Land Use Law Appellate Court Opinion

   by Zigadto, Janet

 https://jud.ct.gov/lawlib/LawLibNews/Posts/Post.aspx?Id=4313

AC43035 - International Investors v. Town Plan & Zoning Commission (Zoning; whether trial court improperly concluded that special permit granted to developer remained valid on basis that it could not be temporally limited; "This appeal requires us to consider whether a zoning authority may condition its approval of a special permit on the completion of development attendant to the permitted use by a date certain, in effect imposing a conditional time limit on the special permit. The plaintiff, International Investors, appeals from the judgment of the trial court disposing of the plaintiff's appeal from the decision of the defendant Town Plan and Zoning Commission of the Town of Fairfield (commission) extending its approvals of a special permit and coastal site plan review granted to the defendant Fairfield Commons, LLC (Fairfield Commons). After sustaining the plaintiff's appeal insofar as it challenged the commission's decision to extend the special permit approval, the court ruled that it nonetheless was not finding that the special permit had expired because, it reasoned, the special permit, once recorded in the town land records, was valid indefinitely and not subject to a condition limiting its duration. On appeal before us, the plaintiff claims that the court improperly concluded that the special permit remained valid on the basis that it could not be temporally limited. We reverse, in part, the judgment of the trial court.")


Land Use Law Supreme Court Slip Opinion

   by Zigadto, Janet

 https://jud.ct.gov/lawlib/LawLibNews/Posts/Post.aspx?Id=4291

SC20393 - One Elmcroft Stamford, LLC v. Zoning Board of Appeals ("The dispositive issue in this appeal is whether the suitability analysis mandated by General Statutes (Rev. to 2003) § 14-55 is still required in order to obtain a certificate of approval of the location for a used car dealership, notwithstanding the fact that subsequent revisions of the General Statutes list that provision as having been repealed. The plaintiff, One Elmcroft Stamford, LLC, filed an administrative appeal challenging the decision of the defendant Zoning Board of Appeals of the City of Stamford to grant a certificate of approval of the location for a used car dealership run by the defendants Pasquale Pisano and Pisano Brothers Automotive, Inc. After the trial court rendered judgment denying the administrative appeal, the plaintiff appealed to the Appellate Court, which reversed the trial court's judgment. See One Elmcroft Stamford, LLC v. Zoning Board of Appeals, 192 Conn. App. 275, 277–78, 217 A.3d 1015 (2019). The defendants, following our grant of certification, now appeal to this court. On appeal, the defendants claim that the Appellate Court incorrectly concluded that § 14-55 continues to carry the force of law. In response, the plaintiff contends that the Appellate Court correctly concluded that § 14-55 was not repealed by a sequence of contradictory public acts relating to that statute that were passed by the legislature in 2003. For the reasons that follow, we conclude that § 14-55 has been repealed and, accordingly, reverse the judgment of the Appellate Court.")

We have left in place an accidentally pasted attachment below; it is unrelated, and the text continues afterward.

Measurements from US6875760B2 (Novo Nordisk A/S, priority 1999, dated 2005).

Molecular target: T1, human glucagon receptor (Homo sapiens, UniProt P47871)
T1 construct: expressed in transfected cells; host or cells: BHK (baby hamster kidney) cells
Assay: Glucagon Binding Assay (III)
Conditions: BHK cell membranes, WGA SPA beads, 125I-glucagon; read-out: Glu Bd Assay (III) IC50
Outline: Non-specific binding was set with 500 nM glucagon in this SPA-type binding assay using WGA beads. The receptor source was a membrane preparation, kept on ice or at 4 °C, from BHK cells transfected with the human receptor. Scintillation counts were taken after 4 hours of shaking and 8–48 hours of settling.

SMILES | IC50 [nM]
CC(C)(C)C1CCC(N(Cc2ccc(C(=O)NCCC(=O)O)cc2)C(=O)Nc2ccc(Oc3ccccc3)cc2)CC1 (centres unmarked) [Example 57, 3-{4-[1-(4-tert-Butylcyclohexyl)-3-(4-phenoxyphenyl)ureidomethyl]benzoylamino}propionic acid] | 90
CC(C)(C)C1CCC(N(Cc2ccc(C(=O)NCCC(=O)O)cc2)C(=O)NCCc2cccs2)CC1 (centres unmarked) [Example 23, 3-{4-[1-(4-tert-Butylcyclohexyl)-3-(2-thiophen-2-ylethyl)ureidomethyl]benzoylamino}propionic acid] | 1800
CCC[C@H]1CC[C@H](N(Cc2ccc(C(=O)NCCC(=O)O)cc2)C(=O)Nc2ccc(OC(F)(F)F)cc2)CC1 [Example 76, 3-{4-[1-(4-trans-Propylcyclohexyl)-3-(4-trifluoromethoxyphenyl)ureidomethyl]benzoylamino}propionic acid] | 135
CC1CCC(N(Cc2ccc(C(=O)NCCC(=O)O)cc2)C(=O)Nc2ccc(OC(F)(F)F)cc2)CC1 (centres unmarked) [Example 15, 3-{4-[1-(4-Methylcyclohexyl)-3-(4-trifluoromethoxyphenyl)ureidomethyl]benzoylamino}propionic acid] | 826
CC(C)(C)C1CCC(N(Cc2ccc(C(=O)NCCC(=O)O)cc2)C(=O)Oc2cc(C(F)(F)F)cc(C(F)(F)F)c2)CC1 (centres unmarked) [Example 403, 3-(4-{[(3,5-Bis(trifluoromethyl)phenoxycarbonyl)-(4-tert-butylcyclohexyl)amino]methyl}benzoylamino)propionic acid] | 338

Land Use Law Appellate Court Opinion

   by Zigadto, Janet

 https://jud.ct.gov/lawlib/LawLibNews/Posts/Post.aspx?Id=4148

AC42561 - McLoughlin v. Planning & Zoning Commission (Appeal from decision of defendant planning and zoning commission denying plaintiffs' application for special permit to construct crematory in industrial zone; "The plaintiffs . . . appeal from the judgment of the Superior Court dismissing their administrative appeal from the decision of the defendant, the Planning and Zoning Commission of the Town of Bethel (commission). In that decision, the commission denied the plaintiffs' application for a special permit (application) to construct a crematory in an industrial park zoning district (industrial zone). On appeal, the plaintiffs claim that the court improperly dismissed their appeal because (1) the commission's denial was not supported by substantial evidence in the record and (2) the commission failed to consider their application on its merits. We disagree and, accordingly, affirm the judgment of the Superior Court.")